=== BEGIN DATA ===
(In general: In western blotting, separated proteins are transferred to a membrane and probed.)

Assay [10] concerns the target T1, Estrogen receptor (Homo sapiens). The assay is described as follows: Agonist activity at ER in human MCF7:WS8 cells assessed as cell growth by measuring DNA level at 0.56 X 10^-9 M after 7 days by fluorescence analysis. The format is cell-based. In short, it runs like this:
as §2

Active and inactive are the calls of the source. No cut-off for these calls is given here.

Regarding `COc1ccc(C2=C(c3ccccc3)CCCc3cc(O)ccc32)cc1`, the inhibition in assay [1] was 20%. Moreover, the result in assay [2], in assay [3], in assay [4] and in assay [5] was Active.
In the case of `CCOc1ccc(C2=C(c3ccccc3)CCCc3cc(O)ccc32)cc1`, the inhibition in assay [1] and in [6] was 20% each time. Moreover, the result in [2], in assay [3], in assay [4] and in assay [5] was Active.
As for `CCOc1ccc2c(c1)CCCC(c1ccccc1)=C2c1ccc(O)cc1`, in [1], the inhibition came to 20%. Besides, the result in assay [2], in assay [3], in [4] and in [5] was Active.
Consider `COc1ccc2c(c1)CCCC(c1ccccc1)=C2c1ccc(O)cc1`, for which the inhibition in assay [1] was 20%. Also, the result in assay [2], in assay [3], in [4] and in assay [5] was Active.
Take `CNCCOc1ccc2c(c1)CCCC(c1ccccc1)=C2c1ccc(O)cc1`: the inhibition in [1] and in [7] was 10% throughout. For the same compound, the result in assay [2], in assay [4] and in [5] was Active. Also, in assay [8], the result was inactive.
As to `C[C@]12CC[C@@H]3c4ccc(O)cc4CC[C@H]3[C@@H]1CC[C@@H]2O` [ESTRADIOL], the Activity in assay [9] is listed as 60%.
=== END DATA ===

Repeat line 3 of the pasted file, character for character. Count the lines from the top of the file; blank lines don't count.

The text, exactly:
as §2